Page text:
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Ontario Grain Farmer Magazine is the flagship publication of Grain Farmers of Ontario and a source of information for our province’s grain farmers. 

How resistant weeds spread



THERE ARE CURRENTLY 21 known herbicide resistant weeds in Ontario. These include Canada Fleabane, Giant Ragweed, Common Ragweed, Waterhemp, and Red Root Pigweed. Despite the best efforts of farmers to stop the spread of these weeds, many species are invading new areas of the province — and it could be due to factors beyond our control.


Wind, birds, and even earthworms are known dispersal mechanisms for weed seeds. Some are also spread along waterways. Dave Bilyea, weed science technician at the University of Guelph Ridgetown Campus, highlighted these issues during the 2018 Southwest Crop Diagnostic Days.

“Some of the weeds on the herbicide resistant list are not so apt to jump out at you, but they all have effective dispersal methods,” says Bilyea. “When you see that a weed has escaped your controls, you need to ask why did it escape, and check to see if the weed is on the list.”


Confirmed populations of Canada fleabane, that are resistant to Group 2 and Group 9 herbicides, have been detected moving across the province. Wind blown seeds, the majority of which will germinate upon dispersal, have allowed the weed to spread and grow in non-crop areas.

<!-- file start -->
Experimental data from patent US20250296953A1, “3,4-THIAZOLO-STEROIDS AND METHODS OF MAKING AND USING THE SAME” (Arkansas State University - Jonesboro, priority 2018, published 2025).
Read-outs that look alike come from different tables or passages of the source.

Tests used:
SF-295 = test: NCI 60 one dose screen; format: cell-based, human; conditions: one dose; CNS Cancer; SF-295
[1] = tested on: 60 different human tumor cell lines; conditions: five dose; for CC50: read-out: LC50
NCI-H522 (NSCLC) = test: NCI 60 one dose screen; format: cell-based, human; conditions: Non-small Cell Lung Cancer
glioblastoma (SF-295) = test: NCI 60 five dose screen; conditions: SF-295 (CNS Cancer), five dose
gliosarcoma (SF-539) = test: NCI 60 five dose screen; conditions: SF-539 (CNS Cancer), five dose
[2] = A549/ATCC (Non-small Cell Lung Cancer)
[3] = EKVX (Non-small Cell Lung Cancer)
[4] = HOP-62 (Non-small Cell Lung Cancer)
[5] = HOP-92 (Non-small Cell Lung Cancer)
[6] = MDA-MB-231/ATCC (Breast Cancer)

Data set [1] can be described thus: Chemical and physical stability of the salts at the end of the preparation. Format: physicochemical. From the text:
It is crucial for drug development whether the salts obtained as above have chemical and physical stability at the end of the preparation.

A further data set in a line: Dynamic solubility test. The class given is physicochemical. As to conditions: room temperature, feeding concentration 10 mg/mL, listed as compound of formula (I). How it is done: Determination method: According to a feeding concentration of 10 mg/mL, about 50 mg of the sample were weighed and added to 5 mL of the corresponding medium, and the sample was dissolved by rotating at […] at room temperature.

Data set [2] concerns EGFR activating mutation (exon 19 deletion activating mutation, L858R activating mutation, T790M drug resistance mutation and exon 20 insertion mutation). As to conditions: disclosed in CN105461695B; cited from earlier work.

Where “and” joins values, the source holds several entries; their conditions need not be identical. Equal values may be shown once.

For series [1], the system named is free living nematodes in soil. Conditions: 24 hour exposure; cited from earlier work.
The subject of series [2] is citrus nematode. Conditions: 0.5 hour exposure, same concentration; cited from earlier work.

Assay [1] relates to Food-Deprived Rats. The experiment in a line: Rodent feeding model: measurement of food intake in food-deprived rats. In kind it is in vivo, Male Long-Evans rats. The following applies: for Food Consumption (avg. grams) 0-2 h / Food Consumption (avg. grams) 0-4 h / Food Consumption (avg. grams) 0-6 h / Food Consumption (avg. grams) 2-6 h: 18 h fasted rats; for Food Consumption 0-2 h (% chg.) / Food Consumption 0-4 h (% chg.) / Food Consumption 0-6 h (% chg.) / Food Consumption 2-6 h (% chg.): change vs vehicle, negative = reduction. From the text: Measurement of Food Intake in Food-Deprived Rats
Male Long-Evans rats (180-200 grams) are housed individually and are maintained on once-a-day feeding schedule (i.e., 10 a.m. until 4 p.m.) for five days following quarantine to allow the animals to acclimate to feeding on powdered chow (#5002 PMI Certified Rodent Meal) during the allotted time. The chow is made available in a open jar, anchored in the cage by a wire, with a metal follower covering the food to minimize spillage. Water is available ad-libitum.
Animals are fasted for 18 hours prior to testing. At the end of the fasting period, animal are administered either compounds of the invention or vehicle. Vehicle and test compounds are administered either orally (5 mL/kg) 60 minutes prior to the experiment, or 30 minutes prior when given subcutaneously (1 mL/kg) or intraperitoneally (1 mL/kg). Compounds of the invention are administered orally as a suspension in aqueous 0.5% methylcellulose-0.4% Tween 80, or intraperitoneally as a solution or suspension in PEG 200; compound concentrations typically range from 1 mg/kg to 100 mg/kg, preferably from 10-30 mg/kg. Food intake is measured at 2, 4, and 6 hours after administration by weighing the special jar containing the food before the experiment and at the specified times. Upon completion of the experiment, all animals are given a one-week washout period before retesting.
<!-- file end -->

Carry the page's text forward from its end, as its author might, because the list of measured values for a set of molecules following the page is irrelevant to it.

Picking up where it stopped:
“Research has proven that these seeds, with the fluff, or pappus, that is on them, are able to get into the interplanetary boundary and they can actually be moved great distances,” explains Bilyea. “Research using weather balloons has captured seed up to 1,000 metres in the air and determined that seeds can be moved up to 500 kilometres away.”

Canada fleabane seeds are also buoyant and can move even farther along waterways. Some other herbicide resistant weeds, such as Green Foxtail (Group 2 resistant) and Cocklebur (Group 5 resistant), also have floating seeds which is aiding their spread.

New technology developed in Australia, known as the Harrington seed destructor, cracks weed seeds during harvest — preventing the seeds from being viable if they are carried away by the wind or end up in waterways. However, Bilyea says this isn’t effective for all weeds, some of them, particularly the foxtails, have already shed the majority their seeds by the time harvest begins in the fall.


Researchers at the University of Missouri have discovered that migratory wildfowl, especially ducks, are the reason attempts to control the spread of herbicide resistant Waterhemp (Groups 2, 5, and 9) and Palmer Amaranth (Group 9) have failed. Palmer Amaranth is not yet a problem in Ontario, but it has become a major issue in fields south of the border. It has spread far beyond the cotton fields of West Texas, and in 2016 it was named as the most troublesome weed in the U.S. by the Weed Science Society of America.

The Missouri researchers believe that the birds are seeking out the seeds of these weeds because they contain lipids which they require for nesting. Researchers discovered they seem to prefer Waterhemp and Palmer Amaranth since ducks collected from hunters had eaten them in abundance.